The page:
Second, pay attention for people who are strongly negative or positive in an unhelpful way. For negative, think of people that hear your goals and dreams and (figuratively) spit on them. You can replace that p with an h for perhaps a more accurate description 😉 They tell you that you won’t succeed, you can’t do it, you’re too young or too old or too (fill in the blank). Now for some people this is highly motivating (as in those people that have said “Oh yeah? I’ll show them!” and go off to massive success…). For the majority of us, this can be demoralizing. On the other hand, being surrounded only by cheerleaders may be stopping you from the important process of recognizing shortcomings, pushing yourself to your boundaries. Celebrating our achievements is absolutely important but we can’t stay there if we want to do more. Either way, it may be worthwhile to take a look at the amount of time you spend with any particular person or people.


Sometimes the thing we need to let go of is not a What… it’s a Where.

Our surroundings and environments play a huge part in how we feel, which directly impacts what we do. Think of being at a sporting event or concert. The exhilaration and excitement that has you screaming, cheering, high-fiving strangers in ways you would never, ever do elsewhere. If there are places you spend considerable time – start noticing if you tend to feel a certain way (“good” or “bad”) when you are there, or when you leave. As an example here, maybe you love taking your laptop and going to work at your local coffee shop. But you also love people watching. And, coincidentally… you’re not making much progress on your work. It’s worth asking yourself if you’re choosing the best location to do your work. This can be a simple one to address.


Sometimes the thing we need to let go of is not a What… it’s a When.

We all have slightly different rhythms and tendencies. If you are a night owl but are trying to start an early morning workout habit because you think you’re “supposed to” work out in the morning, and then get frustrated because you’re not getting any traction it may have nothing to do with the workout, the gym, your will power or anything other than when you’re trying to do it! Or if you’re leaving your list of ‘sales calls that are scary’ until late in the afternoon (when you’ve used up all kinds of energy stores…) and wondering why it’s a struggle that often ends in justifying pushing them until the next day… try switching it up and making those calls at the time of day you’re most energetic and confident!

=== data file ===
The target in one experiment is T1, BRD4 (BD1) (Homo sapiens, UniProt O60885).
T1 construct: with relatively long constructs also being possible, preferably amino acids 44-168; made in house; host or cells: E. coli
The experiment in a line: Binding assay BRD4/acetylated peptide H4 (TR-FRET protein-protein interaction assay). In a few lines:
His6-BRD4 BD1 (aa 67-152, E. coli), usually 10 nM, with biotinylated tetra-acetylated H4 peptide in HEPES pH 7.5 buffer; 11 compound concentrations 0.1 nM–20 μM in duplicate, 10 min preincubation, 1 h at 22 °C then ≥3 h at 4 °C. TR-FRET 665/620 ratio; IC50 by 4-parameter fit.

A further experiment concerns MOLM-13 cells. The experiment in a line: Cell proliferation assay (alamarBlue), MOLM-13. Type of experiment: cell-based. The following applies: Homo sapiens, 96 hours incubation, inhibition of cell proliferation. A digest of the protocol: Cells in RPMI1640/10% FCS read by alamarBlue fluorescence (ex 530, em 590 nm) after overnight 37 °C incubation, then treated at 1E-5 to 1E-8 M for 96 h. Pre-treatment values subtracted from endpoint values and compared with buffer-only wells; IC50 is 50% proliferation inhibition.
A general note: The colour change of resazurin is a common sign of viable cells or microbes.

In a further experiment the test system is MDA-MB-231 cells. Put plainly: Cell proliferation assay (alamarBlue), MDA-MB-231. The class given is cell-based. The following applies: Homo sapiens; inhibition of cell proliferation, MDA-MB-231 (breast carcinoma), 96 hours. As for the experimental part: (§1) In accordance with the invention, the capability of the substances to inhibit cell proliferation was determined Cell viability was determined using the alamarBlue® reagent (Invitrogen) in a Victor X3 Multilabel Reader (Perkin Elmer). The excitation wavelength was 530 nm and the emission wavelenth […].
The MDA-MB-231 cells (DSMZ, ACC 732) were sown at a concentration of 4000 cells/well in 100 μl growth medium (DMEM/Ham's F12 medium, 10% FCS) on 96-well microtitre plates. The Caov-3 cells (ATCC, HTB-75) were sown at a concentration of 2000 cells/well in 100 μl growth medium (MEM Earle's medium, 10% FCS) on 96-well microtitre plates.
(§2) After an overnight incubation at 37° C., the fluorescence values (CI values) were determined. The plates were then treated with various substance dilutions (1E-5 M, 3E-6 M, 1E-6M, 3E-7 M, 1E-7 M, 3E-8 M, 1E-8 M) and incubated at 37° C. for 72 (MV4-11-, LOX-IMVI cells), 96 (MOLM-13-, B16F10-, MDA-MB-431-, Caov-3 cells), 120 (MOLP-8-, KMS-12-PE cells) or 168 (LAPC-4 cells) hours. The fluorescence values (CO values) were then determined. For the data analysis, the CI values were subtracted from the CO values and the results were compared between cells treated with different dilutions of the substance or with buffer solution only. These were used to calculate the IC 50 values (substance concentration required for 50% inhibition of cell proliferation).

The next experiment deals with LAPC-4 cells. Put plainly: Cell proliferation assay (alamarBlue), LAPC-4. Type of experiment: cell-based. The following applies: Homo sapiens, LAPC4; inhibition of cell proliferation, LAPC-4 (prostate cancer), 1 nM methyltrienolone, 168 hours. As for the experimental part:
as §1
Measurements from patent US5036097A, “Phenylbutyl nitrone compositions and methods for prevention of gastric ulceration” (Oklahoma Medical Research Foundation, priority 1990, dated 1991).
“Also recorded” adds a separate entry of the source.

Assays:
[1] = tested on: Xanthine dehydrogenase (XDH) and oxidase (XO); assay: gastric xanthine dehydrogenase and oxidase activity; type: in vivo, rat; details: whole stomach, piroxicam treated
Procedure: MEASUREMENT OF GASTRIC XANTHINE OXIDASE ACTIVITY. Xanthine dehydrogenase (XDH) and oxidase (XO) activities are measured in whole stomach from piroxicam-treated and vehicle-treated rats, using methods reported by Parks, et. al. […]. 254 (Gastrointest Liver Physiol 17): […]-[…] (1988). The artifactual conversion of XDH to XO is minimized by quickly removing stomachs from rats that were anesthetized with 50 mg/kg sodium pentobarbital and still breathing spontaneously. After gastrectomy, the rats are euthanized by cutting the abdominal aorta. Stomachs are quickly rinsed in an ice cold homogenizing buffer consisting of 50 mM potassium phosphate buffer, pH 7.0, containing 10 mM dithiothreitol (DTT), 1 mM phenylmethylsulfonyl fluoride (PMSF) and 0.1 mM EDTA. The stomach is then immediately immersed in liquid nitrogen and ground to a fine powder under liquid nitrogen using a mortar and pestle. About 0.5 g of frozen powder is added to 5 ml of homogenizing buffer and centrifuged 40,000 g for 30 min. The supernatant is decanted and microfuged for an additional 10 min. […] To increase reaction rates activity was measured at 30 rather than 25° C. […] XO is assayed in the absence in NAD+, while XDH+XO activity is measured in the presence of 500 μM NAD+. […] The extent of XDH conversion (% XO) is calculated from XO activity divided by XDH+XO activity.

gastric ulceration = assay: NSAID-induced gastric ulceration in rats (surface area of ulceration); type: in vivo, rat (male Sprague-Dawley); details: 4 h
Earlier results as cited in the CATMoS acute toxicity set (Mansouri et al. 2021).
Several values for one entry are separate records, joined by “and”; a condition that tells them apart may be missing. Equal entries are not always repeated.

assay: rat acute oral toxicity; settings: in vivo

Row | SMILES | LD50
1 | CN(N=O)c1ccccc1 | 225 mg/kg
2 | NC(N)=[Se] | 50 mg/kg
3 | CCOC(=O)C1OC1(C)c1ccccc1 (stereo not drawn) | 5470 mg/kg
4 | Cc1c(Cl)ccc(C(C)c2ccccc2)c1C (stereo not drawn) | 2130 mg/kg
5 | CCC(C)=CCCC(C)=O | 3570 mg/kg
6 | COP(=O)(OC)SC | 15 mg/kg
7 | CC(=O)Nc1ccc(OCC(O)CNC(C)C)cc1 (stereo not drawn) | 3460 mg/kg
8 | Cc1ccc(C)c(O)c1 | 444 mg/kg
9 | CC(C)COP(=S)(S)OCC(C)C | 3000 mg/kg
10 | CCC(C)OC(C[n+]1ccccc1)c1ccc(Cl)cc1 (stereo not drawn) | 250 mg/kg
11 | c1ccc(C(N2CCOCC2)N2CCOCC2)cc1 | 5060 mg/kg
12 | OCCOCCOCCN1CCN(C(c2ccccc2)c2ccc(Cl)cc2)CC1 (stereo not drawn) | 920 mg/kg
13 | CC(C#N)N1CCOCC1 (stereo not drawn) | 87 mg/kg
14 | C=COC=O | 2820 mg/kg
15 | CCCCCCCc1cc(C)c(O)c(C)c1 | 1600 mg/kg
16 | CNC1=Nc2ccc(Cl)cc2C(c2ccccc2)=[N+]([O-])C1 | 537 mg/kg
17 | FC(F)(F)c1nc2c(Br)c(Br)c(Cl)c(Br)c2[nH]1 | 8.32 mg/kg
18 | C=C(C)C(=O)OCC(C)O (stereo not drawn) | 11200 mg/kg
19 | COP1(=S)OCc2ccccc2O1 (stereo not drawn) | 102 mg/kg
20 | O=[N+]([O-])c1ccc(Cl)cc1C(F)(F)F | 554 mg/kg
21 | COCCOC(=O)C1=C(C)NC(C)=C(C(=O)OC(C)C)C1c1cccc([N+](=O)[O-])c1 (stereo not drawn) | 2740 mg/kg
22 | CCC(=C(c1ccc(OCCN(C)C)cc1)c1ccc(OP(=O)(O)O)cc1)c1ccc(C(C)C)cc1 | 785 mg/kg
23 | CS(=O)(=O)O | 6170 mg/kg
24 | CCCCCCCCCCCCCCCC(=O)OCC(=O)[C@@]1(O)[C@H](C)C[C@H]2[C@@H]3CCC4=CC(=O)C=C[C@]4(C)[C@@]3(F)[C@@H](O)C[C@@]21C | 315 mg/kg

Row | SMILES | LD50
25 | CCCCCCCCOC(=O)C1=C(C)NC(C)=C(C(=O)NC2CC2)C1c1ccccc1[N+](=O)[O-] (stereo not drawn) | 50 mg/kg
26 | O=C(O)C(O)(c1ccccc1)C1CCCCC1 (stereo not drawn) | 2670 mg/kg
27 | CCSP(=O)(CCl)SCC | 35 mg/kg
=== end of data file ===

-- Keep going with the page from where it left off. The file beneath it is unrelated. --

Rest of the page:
Sometimes the thing we need to let go of is not a What… it’s a Why.

Beliefs and assumptions can hold us back the most. They can be invisible, insidious. Whenever that voice of doubt, discouragement and derailment chirps in your head, take notice. Ask “What could happen if I thought I could do abc?” or “What could happen if I didn’t believe xyz?” The trick here is: don’t try to answer! Just ask and see what happens. It’s not easy but it’s simple.

Often, many elements play a part

There are an infinite number of ways to climb a ladder: one or two limbs at a time in any number of combinations; you can climb fast or slow; you can skip rungs if they’re too close together; the ladder may be horizontal (flat – which presents its own challenges) to vertical (like a fire escape) or anything in between; it can be long, or short, or a series of shorts (like a fire escape!).

You know those ladders at a carnival or amusement park connected by ropes at each end that you can pay to try to climb and win a prize? There can be real-life ladders like that. Ones that are rickety, and require concentration, and if you fall you have to start all over again! (for another fee…) But most are run of the mill, regular old ladders. And some are even like that 3 rung kiddie slide.

It all depends what the purpose of the ladder is – that is, where it is intended to get you from, and where it is intended to get you to. Different journeys in life warrant different ladders. By having the courage to let go, we have the opportunity to go higher! As Todd Stottlemyre always says… Let’s CLIMB!